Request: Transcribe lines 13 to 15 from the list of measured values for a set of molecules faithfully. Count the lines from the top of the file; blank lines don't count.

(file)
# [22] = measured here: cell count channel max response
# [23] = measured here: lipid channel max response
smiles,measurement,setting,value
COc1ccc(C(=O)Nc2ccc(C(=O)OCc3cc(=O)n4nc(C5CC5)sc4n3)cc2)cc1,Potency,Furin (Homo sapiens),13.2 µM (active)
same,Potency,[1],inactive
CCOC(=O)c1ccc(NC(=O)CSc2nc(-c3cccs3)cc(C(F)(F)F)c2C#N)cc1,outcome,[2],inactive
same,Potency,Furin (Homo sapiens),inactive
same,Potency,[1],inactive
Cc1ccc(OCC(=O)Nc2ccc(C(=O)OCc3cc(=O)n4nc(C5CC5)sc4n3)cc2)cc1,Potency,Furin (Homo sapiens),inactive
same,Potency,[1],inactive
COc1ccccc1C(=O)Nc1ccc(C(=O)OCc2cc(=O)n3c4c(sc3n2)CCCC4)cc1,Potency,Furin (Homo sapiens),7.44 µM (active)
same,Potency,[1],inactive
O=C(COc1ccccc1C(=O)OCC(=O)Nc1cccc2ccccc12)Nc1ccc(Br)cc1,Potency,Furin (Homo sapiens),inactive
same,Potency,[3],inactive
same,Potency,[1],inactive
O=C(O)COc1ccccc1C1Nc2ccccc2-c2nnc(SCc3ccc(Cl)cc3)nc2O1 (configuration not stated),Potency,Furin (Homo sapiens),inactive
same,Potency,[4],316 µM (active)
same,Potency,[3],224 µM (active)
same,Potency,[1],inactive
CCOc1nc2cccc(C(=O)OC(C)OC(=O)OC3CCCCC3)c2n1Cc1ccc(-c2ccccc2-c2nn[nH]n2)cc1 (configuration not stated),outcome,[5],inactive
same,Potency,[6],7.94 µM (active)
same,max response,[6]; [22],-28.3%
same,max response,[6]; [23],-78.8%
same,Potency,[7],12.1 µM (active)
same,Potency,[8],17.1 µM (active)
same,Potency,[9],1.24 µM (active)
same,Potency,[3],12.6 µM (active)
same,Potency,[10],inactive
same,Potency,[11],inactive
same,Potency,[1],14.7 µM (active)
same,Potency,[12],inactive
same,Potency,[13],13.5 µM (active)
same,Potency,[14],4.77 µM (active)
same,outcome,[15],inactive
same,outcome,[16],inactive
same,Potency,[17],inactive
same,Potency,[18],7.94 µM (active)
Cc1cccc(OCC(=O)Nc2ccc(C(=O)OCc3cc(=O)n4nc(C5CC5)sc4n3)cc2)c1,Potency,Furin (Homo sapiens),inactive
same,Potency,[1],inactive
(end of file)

O=C(COc1ccccc1C(=O)OCC(=O)Nc1cccc2ccccc12)Nc1ccc(Br)cc1,Potency,Furin (Homo sapiens),inactive
same,Potency,[3],inactive
same,Potency,[1],inactive